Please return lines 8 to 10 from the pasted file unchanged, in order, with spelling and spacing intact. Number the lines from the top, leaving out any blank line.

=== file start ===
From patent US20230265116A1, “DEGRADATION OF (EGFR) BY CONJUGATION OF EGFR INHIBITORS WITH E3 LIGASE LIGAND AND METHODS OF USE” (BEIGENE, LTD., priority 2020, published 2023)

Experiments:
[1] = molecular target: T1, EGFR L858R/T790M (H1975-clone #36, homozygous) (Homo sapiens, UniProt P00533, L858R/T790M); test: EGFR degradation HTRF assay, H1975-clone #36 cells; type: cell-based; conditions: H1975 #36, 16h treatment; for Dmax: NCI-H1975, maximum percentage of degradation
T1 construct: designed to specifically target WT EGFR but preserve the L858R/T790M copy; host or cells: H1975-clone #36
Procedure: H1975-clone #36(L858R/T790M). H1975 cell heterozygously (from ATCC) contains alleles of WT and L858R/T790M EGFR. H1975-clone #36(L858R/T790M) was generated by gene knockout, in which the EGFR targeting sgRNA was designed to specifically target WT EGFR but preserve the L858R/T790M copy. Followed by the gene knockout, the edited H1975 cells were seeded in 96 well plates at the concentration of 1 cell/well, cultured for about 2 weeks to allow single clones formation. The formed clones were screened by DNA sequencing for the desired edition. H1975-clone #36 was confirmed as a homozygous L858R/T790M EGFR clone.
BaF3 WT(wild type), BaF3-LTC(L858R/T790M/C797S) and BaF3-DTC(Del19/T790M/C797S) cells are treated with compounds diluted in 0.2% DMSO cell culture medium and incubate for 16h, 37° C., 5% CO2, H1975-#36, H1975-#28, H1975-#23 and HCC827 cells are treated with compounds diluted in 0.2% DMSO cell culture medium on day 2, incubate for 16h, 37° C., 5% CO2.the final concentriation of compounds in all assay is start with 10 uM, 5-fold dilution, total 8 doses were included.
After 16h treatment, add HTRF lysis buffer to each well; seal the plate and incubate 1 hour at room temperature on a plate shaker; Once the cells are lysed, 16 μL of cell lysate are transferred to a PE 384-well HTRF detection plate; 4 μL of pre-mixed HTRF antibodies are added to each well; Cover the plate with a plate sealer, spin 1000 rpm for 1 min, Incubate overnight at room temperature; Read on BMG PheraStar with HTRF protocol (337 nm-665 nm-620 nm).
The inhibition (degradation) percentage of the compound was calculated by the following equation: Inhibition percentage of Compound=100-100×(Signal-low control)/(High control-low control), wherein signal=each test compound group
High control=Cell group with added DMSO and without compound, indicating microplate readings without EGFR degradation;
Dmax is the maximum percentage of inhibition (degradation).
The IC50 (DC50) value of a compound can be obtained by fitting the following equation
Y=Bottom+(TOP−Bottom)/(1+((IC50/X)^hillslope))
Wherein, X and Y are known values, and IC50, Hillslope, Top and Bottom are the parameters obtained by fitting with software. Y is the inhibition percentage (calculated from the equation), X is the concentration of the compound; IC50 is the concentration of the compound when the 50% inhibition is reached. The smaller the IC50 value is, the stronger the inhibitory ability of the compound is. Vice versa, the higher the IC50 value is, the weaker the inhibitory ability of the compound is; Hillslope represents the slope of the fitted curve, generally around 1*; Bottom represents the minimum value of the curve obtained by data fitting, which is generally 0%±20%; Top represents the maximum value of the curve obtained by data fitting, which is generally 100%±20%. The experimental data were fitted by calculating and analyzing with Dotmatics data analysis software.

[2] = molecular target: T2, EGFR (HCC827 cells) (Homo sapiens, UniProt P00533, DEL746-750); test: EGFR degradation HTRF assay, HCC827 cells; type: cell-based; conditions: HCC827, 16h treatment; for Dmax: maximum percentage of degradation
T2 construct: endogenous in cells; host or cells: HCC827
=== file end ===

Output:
The inhibition (degradation) percentage of the compound was calculated by the following equation: Inhibition percentage of Compound=100-100×(Signal-low control)/(High control-low control), wherein signal=each test compound group
High control=Cell group with added DMSO and without compound, indicating microplate readings without EGFR degradation;
Dmax is the maximum percentage of inhibition (degradation).